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» Introduction : Anatomy

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The anatomy and physiology underlying the human body’s sensation of balance is complex.  Many systems are involved including the brain, the spinal cord, the eyes, the ears and the receptors in the skin, joints and muscles.  Disruption to any of these areas through injury or disease can affect one’s feeling of being balanced.  Vertigo is the chief complaint of patients when there is dysfunction or disease within the inner ear portion of the balance pathway or along the inner ears’ connections to the brain.

The inner ear, which is also called the labyrinth of the ear, is made up of three primary structures which moderate balance and equilibrium; the semicircular canals along with the saccule and utricle. Collectively this system of the inner ear is termed the vestibular system or vestibular apparatus. The inner ear also contains the cochlea, which is the main structure involved in hearing.

The three semicircular canals work to detect rotational motion of the head. The canals are positioned at 90-degree angles to one another and are filled with fluid called endolymph. Hair cells are located at the base of each canal and project up into the endolymph.  Movement of the head causes movement of the endolymph within the canals, which in turn causes the hair follicles to move accordingly and emit impulses about the position of the head in space. Hair follicles in the saccule and utricle add to the balance information by providing feedback about the position of the head in reference to gravity (vertical orientation) as well as detecting linear motion of the head.

Sensory information from the inner ear is relayed to the brain via the vestibular portion of the eighth cranial nerve (CNVIII), which is also called the vestibulocochlear nerve.  The cochlear portion of the nerve transmits information about hearing. Specific areas of the brain, in particular the cerebellum and brain stem as well as portions of the cortex, process the inner ear sensory information. When both the right and left inner ears are sending the same information, the brain processes that the body is balanced. When the body or head moves, the sensory input from the ears is not identical so the brain perceives motion and the body adjusts accordingly.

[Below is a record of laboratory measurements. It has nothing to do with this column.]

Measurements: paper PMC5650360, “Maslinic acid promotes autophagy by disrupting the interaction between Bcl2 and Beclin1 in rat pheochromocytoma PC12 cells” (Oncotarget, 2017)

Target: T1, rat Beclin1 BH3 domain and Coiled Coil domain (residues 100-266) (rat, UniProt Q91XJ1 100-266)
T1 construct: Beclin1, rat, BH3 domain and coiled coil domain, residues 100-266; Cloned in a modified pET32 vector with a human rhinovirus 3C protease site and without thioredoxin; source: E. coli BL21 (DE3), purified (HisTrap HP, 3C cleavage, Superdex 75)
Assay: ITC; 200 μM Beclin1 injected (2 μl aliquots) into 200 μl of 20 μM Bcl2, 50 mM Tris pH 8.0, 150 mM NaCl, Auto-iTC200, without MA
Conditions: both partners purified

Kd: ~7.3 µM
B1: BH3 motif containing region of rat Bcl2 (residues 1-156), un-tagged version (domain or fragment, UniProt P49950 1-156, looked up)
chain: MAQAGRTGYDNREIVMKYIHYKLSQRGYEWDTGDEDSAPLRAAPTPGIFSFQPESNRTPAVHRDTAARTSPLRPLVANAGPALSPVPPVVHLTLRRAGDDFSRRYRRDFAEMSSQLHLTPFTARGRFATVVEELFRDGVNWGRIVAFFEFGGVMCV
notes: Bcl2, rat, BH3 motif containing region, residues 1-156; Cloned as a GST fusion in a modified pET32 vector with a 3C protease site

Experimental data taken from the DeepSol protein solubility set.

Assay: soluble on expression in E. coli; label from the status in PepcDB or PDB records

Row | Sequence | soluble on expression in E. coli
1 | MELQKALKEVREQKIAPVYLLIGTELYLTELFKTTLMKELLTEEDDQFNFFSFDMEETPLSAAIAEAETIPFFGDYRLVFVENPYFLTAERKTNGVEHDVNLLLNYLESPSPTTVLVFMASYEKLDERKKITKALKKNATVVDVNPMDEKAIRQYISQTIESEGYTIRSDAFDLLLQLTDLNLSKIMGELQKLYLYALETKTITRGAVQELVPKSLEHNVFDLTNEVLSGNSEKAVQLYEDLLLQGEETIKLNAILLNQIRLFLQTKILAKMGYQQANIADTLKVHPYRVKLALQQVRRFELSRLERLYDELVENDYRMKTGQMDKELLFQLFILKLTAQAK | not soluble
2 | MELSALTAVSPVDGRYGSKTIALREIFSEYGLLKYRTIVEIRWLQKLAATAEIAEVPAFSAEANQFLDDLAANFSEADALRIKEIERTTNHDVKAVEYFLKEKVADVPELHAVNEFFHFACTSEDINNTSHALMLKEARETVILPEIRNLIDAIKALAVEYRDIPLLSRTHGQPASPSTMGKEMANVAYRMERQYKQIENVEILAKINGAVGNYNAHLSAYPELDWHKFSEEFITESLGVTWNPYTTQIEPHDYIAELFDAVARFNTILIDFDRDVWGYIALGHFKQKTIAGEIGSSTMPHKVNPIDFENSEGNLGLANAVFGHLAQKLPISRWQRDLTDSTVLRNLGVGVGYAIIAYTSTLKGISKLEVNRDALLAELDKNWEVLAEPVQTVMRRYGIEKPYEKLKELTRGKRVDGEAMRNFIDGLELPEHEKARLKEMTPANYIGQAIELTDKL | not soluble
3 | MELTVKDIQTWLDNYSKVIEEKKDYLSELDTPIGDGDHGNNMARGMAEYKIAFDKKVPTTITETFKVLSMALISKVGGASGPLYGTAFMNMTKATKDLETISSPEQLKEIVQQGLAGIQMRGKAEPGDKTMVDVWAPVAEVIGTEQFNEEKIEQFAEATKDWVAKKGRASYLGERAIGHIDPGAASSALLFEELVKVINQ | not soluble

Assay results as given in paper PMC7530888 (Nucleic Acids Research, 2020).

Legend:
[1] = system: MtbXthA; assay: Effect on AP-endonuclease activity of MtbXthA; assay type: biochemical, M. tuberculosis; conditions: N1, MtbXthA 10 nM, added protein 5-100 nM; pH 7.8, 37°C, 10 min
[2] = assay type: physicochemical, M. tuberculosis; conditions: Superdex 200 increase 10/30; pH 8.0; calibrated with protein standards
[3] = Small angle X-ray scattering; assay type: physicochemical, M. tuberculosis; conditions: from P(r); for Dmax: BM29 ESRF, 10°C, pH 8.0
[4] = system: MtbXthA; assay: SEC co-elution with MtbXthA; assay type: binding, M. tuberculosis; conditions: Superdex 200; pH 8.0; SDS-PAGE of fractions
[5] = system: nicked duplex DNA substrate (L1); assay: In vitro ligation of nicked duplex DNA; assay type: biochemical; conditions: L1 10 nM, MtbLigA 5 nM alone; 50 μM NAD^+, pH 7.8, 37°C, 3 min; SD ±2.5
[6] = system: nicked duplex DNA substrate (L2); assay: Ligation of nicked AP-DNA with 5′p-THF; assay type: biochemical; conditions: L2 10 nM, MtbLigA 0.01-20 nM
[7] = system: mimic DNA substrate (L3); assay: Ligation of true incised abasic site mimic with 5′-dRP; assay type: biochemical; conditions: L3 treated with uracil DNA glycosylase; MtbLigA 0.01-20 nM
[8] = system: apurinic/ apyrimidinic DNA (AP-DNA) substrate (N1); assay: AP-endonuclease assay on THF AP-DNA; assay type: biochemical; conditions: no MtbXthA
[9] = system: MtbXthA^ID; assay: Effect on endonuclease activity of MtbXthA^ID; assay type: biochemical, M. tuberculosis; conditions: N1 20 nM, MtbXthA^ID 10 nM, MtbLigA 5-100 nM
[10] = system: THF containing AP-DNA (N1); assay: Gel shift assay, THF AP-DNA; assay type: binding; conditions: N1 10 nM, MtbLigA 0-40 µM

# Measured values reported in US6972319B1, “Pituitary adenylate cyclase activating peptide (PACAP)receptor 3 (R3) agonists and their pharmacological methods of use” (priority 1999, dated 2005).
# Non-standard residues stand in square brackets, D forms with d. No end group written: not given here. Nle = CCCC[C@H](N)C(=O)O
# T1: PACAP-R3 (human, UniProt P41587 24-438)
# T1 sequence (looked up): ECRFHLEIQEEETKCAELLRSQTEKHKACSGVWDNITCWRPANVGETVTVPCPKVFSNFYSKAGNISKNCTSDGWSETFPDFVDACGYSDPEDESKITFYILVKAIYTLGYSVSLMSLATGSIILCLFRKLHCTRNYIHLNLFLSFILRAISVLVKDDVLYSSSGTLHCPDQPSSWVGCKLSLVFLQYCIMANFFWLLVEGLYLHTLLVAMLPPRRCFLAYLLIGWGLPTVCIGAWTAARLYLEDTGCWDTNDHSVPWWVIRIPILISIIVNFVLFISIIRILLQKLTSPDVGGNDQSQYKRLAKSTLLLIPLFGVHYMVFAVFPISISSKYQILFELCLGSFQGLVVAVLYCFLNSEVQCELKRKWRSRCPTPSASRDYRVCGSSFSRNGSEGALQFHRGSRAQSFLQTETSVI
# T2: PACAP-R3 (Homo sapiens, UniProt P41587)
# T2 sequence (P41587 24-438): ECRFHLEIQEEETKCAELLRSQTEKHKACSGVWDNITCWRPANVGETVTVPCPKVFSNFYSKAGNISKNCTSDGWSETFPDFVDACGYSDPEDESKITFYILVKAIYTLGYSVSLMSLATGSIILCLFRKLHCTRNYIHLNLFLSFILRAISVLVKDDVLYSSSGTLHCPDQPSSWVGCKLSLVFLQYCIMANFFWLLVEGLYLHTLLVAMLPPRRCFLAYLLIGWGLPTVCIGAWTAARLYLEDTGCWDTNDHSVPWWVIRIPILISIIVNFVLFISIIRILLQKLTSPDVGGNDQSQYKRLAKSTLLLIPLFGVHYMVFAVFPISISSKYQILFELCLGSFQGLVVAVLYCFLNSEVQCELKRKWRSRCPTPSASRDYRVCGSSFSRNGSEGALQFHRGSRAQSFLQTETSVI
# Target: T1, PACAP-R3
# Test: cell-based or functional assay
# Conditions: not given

The ears work in close relation with the eyes in order to maintain equilibrium and balance. The vestibulo-ocular reflex is an automatic function of the eyes, which stabilizes images on the retina in response to the vestibular sensory input from the ears. This reflex causes the eyes to move in the opposite direction to the movement of the head in order for the eyes to remain fixed on a target. Thus, accurate vestibular input from the ears affects how the eyes adjust, and to one’s sense of being balanced.  The accurate relay of information from the eyes along the cranial nerve called the optic nerve (CN II) to the brain is also required.

For the healthcare professional, assessing reflexive eye motion is important in order to determine whether the vestibular system is working properly.  If one inner ear is affected by disease or injury then the sensory input being sent to the brain will falsely indicate movement from that vestibular system.  In this case the eyes will adjust accordingly and move opposite to the perceived motion despite the head actually being still.  An involuntary back and forth movement of the eyes results. This movement of the eyes is called nystagmus.  Nystagmus can be caused by several reasons other than vestibular problems, however in the case of accompanying vertigo, nystagmus leads the health care professional to the suspicion that the vestibular system is the culprit.

The brain amalgamates the vestibular information from the inner ears with sensory information from the eyes as well as the information coming from the receptors in the muscles and joints to provide the body with its overall sense of balance within its environment.

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